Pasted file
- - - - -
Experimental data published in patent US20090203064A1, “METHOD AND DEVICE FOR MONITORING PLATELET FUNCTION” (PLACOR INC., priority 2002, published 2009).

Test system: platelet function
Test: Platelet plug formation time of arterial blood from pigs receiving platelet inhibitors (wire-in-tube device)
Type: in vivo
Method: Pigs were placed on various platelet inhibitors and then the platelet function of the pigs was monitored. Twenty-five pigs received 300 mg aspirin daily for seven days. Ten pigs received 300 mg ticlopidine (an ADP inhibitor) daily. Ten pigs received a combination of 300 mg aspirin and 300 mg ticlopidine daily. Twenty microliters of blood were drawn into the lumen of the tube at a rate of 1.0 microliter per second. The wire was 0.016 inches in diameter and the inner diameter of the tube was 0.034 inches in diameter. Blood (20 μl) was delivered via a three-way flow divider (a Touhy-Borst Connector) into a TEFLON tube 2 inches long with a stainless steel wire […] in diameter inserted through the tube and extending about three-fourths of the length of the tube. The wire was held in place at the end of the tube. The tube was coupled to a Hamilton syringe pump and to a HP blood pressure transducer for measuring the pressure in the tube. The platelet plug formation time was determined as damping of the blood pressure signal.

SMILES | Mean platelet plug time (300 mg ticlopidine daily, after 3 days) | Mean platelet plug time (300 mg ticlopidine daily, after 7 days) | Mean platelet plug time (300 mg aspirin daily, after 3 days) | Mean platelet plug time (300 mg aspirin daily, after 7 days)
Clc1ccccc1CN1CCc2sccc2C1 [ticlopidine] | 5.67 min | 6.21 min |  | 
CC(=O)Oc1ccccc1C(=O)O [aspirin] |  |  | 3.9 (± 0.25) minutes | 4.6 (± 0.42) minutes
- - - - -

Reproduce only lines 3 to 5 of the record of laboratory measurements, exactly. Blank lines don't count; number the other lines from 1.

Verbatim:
Test: Platelet plug formation time of arterial blood from pigs receiving platelet inhibitors (wire-in-tube device)
Type: in vivo
Method: Pigs were placed on various platelet inhibitors and then the platelet function of the pigs was monitored. Twenty-five pigs received 300 mg aspirin daily for seven days. Ten pigs received 300 mg ticlopidine (an ADP inhibitor) daily. Ten pigs received a combination of 300 mg aspirin and 300 mg ticlopidine daily. Twenty microliters of blood were drawn into the lumen of the tube at a rate of 1.0 microliter per second. The wire was 0.016 inches in diameter and the inner diameter of the tube was 0.034 inches in diameter. Blood (20 μl) was delivered via a three-way flow divider (a Touhy-Borst Connector) into a TEFLON tube 2 inches long with a stainless steel wire […] in diameter inserted through the tube and extending about three-fourths of the length of the tube. The wire was held in place at the end of the tube. The tube was coupled to a Hamilton syringe pump and to a HP blood pressure transducer for measuring the pressure in the tube. The platelet plug formation time was determined as damping of the blood pressure signal.